Queens Pier Improvement Project Given The Green Light At Portland Port. 2019 cruise season to bring economic boost to region

Portland Port  (Courtesy Portland Harbour Authority, UK)The nature of shipping at Portland Port is changing rapidly; as the cruise business continues to grow, the Port’s cargo customers are also seeing a significant growth in activities and there is an increased use of the port by military vessels.

These good news stories not only mean a growing number of vessels visiting the port, but they are increasing in size as well.

This growth in all areas has driven the need for significant investment in to the port’s infrastructure. The port undertook a major extension to its main cruise and cargo berth, which was opened in April 2017, and dredging is currently taking place to increase the water depth at this berth, Outer Coaling Pier (OCP), to 11 metres.

The dredging of OCP, which is nearly complete, will allow the port to accommodate fully laden Panamax bulk cargo vessels and tankers, as well as cruise vessels up to 350 metres in length.

To further support the port’s growth, the Board of Portland Port have approved in principle, the deepening of the seabed level either side of the Queens Pier outer arm, from 8 metres to 11 metres. Queen’s Pier was originally constructed in 1952 by A E Farr Ltd, using reinforced concrete piles that were manufactured locally as the berth extended seawards. In 1973 it was further extended using similar design parameters but supported on steel piles.

In 2011 two strong points and a new dolphin were built to accommodate the larger forces attributable to evolving vessels that would be accommodated on the berth.
To achieve the desired 11 metre depth, a major project must be undertaken to ensure the inherent strength of the berth is maintained. The project will involve sheet piling either side of the berth to maintain the historic context of the structure. Once the sheet piling is in place on either side of the berth, the dredging can then begin.

At the same time the berth will be extended by the construction of a new mooring dolphin, resulting in a facility for berthing vessels up to 230 metres long with drafts up to 10.5 metres. Once completed this will enable some of the vessels which currently have to be accommodated on OCP and Deep-Water Berth, to be berthed at Queen’s pier outer arm instead, thus increasing the port’s flexibility.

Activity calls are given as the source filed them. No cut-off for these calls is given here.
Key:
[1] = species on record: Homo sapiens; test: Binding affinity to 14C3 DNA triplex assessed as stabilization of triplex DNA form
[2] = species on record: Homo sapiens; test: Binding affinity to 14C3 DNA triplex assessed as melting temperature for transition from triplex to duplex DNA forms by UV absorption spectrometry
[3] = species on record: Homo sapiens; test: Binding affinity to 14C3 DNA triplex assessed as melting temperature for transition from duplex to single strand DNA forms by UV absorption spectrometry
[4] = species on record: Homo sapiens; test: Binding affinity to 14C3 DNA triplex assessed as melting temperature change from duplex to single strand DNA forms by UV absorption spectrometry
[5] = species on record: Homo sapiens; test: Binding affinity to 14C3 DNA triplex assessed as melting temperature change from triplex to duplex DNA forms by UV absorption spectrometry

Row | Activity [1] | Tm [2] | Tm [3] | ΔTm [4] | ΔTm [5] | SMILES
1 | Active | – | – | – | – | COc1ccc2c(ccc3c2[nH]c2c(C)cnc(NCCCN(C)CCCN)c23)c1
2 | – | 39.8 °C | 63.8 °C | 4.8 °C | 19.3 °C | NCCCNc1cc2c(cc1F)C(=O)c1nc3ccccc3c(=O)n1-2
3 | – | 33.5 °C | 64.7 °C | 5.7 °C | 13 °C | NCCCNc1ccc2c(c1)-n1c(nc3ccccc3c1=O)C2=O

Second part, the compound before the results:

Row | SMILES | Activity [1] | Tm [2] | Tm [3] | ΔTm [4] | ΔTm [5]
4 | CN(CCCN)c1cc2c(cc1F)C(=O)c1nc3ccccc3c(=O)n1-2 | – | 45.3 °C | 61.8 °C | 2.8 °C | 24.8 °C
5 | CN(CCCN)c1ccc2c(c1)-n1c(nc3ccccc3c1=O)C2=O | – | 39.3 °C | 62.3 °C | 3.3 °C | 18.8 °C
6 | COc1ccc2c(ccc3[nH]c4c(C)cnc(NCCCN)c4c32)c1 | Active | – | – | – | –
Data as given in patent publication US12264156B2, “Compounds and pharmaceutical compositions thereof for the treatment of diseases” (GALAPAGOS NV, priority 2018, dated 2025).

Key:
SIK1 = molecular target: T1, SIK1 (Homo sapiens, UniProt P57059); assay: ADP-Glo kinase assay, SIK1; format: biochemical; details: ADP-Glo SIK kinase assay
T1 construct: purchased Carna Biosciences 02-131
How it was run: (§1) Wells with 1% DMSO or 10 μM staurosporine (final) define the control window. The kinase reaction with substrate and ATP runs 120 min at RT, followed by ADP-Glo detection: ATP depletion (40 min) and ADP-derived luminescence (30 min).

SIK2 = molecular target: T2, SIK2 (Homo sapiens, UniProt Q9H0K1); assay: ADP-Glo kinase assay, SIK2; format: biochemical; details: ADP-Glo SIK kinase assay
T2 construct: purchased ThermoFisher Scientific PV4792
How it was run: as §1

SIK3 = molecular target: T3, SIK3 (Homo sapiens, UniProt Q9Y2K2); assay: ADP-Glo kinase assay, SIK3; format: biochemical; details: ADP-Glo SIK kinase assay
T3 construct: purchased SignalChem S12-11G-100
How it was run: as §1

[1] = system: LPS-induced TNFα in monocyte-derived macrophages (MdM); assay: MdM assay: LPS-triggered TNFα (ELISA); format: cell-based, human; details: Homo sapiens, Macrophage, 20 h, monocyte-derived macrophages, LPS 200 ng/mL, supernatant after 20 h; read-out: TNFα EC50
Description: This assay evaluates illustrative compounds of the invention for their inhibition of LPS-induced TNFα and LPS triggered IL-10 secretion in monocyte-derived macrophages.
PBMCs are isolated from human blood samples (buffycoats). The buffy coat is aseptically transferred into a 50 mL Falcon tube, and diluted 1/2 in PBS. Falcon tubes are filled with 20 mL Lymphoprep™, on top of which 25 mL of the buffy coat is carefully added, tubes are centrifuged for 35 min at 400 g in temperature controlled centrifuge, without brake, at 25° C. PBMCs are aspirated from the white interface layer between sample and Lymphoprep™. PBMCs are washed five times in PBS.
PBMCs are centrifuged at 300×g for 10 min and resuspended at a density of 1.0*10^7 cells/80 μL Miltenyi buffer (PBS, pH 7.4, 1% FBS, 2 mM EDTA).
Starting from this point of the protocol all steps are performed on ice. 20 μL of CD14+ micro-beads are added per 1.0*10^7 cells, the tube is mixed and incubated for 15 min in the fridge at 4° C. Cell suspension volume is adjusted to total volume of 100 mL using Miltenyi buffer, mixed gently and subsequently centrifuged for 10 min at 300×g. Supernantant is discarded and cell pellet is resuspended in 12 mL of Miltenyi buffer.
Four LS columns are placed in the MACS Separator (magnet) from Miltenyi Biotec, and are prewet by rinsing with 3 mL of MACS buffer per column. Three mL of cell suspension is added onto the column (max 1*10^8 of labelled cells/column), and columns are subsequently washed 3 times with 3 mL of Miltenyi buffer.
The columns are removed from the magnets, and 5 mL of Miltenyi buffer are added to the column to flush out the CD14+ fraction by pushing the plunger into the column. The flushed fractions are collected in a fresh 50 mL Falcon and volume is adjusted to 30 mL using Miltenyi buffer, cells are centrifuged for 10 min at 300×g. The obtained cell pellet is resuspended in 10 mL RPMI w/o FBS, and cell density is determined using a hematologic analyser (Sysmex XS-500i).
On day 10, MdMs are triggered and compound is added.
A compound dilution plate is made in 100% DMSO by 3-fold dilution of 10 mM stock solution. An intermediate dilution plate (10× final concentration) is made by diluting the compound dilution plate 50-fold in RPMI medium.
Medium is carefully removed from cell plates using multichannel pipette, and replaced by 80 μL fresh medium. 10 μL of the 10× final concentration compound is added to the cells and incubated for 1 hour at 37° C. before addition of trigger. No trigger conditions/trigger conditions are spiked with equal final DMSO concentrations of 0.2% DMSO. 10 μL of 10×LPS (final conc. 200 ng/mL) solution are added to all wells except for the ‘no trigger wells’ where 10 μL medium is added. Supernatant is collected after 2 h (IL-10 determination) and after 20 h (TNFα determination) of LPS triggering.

The project is due to begin in the New Year and has been subject to a full competitive tendering process. The successful tender came from CMP Thames Ltd, based in Ringwood. They have undertaken to design, manage and construct the installation by the end June 2019. The formal signing of contracts took place on 12th December 2018.

Julian Branford, Director at CMP Thames Ltd. said that ‘CMP Thames are delighted to be awarded this contract and it is a privilege to be working with Portland Ports who, from previous experience, are a pleasure to work with.’

Alex Hayes, General Manager Landside at Portland Port added that ‘It is great to be working with CMP Thames again after the successful completion of the OCP berth extension last year and to be part of the port’s continuous improvements.’

2019 cruise season to bring economic boost to region

As part of the ports improvement strategy, research has been undertaken over the last three years which has yielded some fantastic results for the local area.

The research has been based on the activities that cruise passengers undertake whilst in port and helps put to bed the myth that all cruise passengers visiting Portland Port go to Stonehenge. The data collected over the last three years shows a clear pattern that, on average, 40% of passengers go on official excursions that are arranged by the ship, leaving 60% using the free shuttle service provided by the port, staying on the ship or making their own arrangements.

Further analysis of the research shows that 80% of all passengers actually stay in Dorset itself. When combined with recent data released by the Cruise Lines International Association on the economic benefit of the cruise industry, the numbers make very positive reading. Cruise passengers spend an average of €80 per person during a port call, on excursions, on independent travel arrangements, on food and drink and in shops, making the input to the local economy significant. In addition, crew members spend on average, a further €35 per head.

When combined this means that in 2018 Portland Port’s cruise business generated around €3.4 million, while the forecast for 2019 means a further €5.8 million could be pumped into the local and regional economy. Overall, in 2017 alone, cruising contributed a staggering €10.4 billion to the UK economy.

2018’s cruise season has been a spectacular one for Portland Port; with the largest number of cruise calls and passengers to date, a record-breaking cruise ship, winning one local award and being selected as a finalist for another, 2018 has been very successful for the port.

It is with great excitement though that Portland Port can now announce that 2019 is going to be another record breaker, with a massive 38% increase in cruise calls compared to this year. The 44 calls are spread between April and October.
Meanwhile, a shift towards larger ships, as well as the increase in call numbers, sees the port expecting to handle more than 62,000 passengers during its 2019 season, compared to around 36,000 this year.

Over the last 10 years the number of cruise ships visiting Portland Port have grown substantially from just 4 calls and 2,000 passengers in 2009 to the record-breaking figures for 2018 and 2019. This is a trend that Portland Port is keen to continue.

(Portland Harbour Authority)


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